Today I've mostly been in my recently-rented warehouse to prepare the shipment of the next 13 units Siemens BS-11 microBTS
Some people are asking: Why are you doing something like renting a warehouse and taking care of shipping those heavy (48kg each) units?
The answer is simple: I care about IT security, and GSM is (just like DECT or Mifare) one of those massively-deployed systems with much too little security research going on. It has security issues that were known for probably about a decade now, with nobody working on any fix.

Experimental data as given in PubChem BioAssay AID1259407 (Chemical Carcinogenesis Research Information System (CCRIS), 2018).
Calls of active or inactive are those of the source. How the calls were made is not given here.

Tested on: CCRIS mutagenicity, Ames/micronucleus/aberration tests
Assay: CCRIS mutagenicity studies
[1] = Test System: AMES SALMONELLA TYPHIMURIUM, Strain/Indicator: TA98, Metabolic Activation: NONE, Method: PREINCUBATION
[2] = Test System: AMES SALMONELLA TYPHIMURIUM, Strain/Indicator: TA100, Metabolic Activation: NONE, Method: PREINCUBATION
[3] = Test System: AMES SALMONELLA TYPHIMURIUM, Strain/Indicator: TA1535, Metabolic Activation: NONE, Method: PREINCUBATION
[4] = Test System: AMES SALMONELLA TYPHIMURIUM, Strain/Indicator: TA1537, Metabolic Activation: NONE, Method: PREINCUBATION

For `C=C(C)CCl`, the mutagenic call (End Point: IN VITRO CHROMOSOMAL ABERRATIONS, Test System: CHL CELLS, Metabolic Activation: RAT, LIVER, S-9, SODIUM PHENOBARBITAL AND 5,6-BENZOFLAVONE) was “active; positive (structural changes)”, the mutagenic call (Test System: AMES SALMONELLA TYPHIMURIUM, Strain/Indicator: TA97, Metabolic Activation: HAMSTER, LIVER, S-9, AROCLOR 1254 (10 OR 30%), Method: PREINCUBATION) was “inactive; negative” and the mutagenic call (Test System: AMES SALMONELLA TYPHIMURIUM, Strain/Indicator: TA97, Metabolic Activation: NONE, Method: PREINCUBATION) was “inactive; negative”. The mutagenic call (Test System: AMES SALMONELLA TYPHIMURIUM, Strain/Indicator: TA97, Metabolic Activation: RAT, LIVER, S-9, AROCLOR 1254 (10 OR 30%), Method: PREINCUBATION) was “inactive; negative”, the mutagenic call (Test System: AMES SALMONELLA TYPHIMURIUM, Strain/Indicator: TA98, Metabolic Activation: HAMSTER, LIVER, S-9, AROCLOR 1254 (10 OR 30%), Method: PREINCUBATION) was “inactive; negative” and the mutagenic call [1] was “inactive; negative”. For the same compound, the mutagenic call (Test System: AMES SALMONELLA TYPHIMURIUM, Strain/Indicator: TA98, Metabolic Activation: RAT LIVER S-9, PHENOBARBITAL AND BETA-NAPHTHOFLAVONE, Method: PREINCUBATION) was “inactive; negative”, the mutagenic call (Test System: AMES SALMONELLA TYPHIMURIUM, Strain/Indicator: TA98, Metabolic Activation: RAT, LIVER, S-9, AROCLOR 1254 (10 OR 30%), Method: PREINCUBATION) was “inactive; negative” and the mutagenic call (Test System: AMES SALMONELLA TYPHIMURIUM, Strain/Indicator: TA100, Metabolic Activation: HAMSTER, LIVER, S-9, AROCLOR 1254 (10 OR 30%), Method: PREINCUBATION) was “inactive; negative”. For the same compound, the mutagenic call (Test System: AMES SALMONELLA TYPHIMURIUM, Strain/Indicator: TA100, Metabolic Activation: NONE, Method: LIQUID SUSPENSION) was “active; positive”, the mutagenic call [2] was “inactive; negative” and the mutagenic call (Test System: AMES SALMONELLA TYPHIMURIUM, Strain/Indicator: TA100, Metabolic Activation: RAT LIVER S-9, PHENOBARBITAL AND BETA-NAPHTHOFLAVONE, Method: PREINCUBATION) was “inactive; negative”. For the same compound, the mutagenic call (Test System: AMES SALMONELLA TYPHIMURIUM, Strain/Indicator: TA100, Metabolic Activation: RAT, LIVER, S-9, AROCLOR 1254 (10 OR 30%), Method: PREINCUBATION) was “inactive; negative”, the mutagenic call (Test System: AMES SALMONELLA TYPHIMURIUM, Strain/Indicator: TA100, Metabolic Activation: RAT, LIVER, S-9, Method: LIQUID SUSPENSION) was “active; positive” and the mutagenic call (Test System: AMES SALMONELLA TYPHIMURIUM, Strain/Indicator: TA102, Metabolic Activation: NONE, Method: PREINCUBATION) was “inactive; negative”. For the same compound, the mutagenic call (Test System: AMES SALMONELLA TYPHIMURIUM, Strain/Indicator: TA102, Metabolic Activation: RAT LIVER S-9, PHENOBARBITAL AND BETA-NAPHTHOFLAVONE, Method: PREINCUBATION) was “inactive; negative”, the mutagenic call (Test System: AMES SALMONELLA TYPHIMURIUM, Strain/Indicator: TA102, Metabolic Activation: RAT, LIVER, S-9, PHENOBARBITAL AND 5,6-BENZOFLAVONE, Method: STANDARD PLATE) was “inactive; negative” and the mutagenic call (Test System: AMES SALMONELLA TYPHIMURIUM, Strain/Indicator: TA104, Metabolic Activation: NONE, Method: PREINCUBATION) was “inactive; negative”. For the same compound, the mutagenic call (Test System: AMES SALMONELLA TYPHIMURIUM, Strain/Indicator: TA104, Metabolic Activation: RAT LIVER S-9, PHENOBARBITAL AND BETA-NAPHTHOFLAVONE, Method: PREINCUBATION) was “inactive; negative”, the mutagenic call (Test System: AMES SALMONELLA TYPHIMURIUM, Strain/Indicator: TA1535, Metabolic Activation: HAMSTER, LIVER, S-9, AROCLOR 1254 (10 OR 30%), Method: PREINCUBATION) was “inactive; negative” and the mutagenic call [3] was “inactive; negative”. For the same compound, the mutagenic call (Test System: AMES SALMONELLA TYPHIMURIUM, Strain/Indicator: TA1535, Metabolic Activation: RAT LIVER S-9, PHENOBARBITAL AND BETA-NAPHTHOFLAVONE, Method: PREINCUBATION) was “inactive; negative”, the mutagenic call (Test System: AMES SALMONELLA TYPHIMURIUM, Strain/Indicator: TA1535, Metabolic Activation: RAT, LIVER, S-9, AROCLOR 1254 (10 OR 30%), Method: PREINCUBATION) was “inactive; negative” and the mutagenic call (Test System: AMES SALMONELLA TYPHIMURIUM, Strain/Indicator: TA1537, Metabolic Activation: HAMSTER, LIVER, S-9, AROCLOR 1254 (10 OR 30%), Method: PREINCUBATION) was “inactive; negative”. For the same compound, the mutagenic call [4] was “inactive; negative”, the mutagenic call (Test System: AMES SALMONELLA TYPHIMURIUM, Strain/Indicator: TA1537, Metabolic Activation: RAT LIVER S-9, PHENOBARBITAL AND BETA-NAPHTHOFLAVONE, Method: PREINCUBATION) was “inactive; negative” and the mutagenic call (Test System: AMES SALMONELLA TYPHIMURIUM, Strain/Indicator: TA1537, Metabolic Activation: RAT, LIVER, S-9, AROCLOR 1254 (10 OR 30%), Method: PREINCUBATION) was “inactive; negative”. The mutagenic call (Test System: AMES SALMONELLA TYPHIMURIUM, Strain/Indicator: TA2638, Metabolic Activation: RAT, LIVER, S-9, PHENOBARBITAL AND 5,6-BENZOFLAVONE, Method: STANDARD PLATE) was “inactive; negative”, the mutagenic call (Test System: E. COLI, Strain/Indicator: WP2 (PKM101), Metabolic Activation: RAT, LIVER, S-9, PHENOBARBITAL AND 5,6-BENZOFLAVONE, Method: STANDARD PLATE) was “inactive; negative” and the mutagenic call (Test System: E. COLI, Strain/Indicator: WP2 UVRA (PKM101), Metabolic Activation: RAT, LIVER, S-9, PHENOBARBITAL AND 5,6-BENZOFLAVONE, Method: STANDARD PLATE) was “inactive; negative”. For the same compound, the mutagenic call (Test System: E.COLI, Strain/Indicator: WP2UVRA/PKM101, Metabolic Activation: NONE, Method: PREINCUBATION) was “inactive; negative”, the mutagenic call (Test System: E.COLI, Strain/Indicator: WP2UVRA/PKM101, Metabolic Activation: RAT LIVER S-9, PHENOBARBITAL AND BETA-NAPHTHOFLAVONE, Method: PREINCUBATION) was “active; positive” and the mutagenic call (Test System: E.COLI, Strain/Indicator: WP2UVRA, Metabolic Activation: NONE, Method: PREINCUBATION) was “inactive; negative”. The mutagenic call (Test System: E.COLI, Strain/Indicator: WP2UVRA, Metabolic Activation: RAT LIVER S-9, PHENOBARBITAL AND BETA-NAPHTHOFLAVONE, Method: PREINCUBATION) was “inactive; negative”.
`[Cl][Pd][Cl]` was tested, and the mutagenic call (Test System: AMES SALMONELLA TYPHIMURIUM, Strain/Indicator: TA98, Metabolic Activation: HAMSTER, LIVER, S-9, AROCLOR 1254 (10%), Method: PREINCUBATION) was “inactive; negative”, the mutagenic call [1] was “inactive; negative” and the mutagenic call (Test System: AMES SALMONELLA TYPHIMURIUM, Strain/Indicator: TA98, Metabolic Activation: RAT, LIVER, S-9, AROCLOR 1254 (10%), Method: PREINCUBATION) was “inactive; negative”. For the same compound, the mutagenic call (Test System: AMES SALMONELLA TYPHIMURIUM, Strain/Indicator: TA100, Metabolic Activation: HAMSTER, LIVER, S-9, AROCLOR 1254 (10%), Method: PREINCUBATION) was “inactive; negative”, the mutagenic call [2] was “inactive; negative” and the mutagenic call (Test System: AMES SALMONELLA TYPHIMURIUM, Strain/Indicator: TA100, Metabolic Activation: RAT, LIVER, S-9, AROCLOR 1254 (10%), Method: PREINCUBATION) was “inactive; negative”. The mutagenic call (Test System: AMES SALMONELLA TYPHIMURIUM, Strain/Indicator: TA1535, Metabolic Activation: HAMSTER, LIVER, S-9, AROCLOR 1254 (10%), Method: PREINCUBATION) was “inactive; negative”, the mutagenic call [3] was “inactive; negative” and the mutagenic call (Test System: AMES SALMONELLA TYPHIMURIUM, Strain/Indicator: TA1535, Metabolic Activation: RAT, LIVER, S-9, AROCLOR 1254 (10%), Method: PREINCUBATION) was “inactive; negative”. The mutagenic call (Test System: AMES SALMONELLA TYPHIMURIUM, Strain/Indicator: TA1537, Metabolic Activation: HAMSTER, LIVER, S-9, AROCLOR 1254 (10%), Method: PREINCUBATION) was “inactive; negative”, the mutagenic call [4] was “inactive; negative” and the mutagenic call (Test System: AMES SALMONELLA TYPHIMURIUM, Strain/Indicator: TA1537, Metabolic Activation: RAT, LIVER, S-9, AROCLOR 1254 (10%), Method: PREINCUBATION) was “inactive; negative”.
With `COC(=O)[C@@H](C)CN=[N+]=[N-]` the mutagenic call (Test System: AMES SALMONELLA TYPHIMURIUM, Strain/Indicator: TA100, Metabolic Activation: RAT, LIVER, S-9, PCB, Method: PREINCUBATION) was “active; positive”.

In order to encourage more security research (aka 'hacking') of GSM, we need to give the required tools into the hands of more people, and make sure those tools are not too expensive. The BS-11 in combination with OpenBSC will hopefully have this kind of effect: More people playing with the GSM protocols, discovering and releasing protocol as well as implementation weaknesses.
If you ever wanted to see how your mobile phone behaves when you use (in the Internet) well-known attacks such as fuzzing, projects like OpenBSC(+BS11) or OpenBTS finally put you into a position to do so.